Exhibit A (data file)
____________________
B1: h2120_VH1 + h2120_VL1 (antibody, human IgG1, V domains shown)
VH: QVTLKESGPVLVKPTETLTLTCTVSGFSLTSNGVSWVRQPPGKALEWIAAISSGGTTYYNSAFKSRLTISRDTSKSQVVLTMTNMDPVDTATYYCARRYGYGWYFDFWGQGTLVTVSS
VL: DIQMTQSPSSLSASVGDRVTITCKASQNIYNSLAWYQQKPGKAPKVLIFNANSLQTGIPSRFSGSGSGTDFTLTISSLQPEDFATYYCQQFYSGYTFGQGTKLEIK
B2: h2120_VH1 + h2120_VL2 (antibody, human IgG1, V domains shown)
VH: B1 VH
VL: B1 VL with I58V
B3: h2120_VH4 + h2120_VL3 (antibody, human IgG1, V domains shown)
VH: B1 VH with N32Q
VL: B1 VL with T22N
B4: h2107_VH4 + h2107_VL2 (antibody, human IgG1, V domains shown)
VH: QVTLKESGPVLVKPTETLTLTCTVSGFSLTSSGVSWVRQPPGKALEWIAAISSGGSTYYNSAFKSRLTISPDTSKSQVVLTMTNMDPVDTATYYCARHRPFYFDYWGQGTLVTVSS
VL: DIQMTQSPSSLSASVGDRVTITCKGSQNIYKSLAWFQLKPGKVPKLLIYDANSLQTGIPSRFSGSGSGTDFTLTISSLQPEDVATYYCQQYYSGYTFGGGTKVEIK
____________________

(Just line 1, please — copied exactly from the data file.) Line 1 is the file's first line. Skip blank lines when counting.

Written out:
B1: h2120_VH1 + h2120_VL1 (antibody, human IgG1, V domains shown)